By Stan Gibson  |  Posted 2006-02-21 Print this article Print

If dividing into three units and going after smaller customers are examples of granular thinking, so is an approach IGS execs are calling the Component Business Model.

If IBM can break a customers business into components and address each piece with a repeatable services discipline, the thinking goes, then IBM can lower its overhead by not having to reinvent the wheel for each account—and the company can justify going after smaller accounts such as Coty.

"Think of it as an X-ray of a business—a Component Business Model. We have built them for many different industries. Its a unique view of how a business can be broken into pieces and what the applications and technologies [are] that support those pieces," said Rometty.

IBM is seeking to dovetail its componentized views of different businesses with its expertise in SOAs (service-oriented architectures), she added.

The cost factor

But will such novel approaches be enough in the long run? One analyst insisted IGS will have to bring its costs down. "There are lots of new customers in the past year, but IGS overhead is too high. Their cost structure is too high compared to Indian outsourcers," said Julie Giera, an analyst at Forrester Research, in Cambridge, Mass.

However, IBM seems to understand that and is bent on utilizing its worldwide resources—especially in low-cost countries such as India, where the company has been steadily adding workers.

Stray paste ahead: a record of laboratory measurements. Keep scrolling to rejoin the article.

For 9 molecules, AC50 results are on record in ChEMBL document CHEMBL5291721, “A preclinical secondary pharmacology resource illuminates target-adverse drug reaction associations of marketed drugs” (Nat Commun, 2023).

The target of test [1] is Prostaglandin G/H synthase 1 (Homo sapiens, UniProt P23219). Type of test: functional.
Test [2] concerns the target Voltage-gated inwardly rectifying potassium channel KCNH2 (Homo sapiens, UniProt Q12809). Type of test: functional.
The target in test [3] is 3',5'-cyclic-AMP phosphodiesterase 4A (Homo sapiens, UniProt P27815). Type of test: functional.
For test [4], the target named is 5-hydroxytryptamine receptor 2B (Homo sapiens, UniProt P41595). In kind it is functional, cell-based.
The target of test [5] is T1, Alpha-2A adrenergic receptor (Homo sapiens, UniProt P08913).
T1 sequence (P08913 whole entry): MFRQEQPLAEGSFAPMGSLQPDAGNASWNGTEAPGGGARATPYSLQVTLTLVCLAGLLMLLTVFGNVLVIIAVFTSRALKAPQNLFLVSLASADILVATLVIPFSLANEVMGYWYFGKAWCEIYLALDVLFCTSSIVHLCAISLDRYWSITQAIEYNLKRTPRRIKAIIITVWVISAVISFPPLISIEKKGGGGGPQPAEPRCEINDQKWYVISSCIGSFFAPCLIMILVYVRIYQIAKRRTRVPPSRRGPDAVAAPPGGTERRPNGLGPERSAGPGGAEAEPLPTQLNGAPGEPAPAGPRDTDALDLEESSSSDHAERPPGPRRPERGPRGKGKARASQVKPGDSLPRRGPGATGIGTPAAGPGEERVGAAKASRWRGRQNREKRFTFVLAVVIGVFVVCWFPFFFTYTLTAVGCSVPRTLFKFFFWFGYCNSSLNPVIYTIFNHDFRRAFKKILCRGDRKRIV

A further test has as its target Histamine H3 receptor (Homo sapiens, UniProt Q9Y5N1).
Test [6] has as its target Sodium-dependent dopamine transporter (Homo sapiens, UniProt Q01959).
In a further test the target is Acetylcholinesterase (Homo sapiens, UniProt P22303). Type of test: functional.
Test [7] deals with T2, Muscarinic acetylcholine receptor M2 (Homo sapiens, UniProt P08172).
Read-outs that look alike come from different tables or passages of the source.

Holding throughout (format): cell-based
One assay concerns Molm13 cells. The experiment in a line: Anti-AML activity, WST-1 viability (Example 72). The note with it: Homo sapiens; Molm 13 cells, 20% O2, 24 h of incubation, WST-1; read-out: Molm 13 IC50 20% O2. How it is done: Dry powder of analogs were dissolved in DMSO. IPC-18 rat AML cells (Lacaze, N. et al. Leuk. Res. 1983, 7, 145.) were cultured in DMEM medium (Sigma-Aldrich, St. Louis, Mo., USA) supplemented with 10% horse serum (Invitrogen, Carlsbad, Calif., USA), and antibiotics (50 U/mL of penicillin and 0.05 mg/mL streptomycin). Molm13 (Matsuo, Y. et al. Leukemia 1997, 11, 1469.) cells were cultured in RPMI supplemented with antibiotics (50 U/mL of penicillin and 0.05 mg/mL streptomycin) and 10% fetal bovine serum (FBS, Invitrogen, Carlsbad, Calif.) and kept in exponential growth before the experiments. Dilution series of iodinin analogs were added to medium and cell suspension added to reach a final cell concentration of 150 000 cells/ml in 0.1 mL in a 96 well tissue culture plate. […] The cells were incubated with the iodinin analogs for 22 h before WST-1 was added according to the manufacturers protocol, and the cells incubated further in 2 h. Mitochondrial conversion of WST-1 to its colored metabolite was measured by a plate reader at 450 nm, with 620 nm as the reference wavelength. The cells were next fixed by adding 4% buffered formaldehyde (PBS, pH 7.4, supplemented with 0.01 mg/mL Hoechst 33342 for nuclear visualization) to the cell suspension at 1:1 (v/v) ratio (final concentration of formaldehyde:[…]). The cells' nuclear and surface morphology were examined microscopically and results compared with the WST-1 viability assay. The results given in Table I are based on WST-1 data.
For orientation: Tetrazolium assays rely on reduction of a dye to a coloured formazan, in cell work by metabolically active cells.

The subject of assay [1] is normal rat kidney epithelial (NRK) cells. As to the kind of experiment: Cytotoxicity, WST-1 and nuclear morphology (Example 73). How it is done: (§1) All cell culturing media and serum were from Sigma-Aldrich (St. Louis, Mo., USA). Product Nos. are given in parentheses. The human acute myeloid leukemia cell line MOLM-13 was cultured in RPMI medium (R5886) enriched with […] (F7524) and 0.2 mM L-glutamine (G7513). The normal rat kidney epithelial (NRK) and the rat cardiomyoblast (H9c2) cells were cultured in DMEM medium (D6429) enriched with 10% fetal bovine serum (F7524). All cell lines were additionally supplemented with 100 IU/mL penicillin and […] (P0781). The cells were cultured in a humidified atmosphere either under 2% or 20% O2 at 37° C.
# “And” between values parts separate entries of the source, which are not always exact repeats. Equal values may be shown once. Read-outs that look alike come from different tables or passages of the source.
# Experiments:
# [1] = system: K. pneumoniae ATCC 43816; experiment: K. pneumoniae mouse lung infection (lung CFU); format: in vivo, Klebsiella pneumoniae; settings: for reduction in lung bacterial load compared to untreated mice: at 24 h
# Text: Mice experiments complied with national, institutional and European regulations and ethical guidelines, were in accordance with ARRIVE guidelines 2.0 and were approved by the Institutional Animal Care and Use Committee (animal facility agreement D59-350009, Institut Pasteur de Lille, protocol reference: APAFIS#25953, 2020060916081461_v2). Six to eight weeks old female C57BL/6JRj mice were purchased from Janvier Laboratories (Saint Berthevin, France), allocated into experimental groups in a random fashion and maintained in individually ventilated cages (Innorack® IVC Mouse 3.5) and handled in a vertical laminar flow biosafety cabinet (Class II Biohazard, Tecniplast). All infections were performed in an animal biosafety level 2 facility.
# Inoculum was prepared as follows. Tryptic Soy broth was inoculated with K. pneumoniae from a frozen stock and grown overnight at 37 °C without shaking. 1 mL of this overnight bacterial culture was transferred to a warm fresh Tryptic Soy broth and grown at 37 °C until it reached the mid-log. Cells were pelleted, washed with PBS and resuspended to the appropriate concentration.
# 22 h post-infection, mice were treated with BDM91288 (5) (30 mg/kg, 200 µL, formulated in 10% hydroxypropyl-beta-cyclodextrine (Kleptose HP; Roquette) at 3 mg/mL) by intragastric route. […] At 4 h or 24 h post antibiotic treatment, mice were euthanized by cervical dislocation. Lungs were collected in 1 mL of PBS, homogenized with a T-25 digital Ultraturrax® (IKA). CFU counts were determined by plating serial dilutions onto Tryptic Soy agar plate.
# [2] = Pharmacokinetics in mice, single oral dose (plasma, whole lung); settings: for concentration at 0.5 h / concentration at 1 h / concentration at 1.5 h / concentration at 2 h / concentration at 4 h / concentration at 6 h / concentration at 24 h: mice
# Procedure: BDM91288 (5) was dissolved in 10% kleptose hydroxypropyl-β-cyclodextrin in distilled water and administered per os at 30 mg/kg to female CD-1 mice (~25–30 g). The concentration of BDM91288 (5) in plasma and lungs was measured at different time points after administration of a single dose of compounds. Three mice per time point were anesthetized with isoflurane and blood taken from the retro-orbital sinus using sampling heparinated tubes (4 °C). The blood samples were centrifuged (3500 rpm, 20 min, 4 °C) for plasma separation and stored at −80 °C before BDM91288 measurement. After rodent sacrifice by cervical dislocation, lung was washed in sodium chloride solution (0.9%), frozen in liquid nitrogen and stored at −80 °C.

From 2002 to 2004, IBM increased its employment in India from 6,000 to 23,000, while its head count in the United States has declined from 137,000 to 134,000.

"We are a global company. That means we have local roots, and we take advantage of global resources. My job at IBM is to be the facilitator of the globalization of the company," said Moffatt, who noted IGS improvement in margins and credits the adoption of standard practices for its worldwide offices, not just hiring Indians rather than Americans, for the gain.

Taken together, these incremental measures are keeping IGS healthy, even if they are not delivering the kind of turbocharged revenues that IBM might have wanted when it grabbed hold of PricewaterhouseCoopers Consulting three and a half years ago.

But in the treacherous outsourcing waters in which IGS navigates, where stiff competition, thin margins and risky deals stand ready to wreck the less cautious, it will have to be enough—for now.

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Stan Gibson is Executive Editor of eWEEK. In addition to taking part in Ziff Davis eSeminars and taking charge of special editorial projects, his columns and editorials appear regularly in both the print and online editions of eWEEK. He is chairman of eWEEK's Editorial Board, which received the 1999 Jesse H. Neal Award of the American Business Press. In ten years at eWEEK, Gibson has served eWEEK (formerly PC Week) as Executive Editor/eBiz Strategies, Deputy News Editor, Networking Editor, Assignment Editor and Department Editor. His Webcast program, 'Take Down,' appeared on Zcast.tv. He has appeared on many radio and television programs including TechTV, CNBC, PBS, WBZ-Boston, WEVD New York and New England Cable News. Gibson has appeared as keynoter at many conferences, including CAMP Expo, Society for Information Management, and the Technology Managers Forum. A 19-year veteran covering information technology, he was previously News Editor at Communications Week and was Software Editor and Systems Editor at Computerworld.

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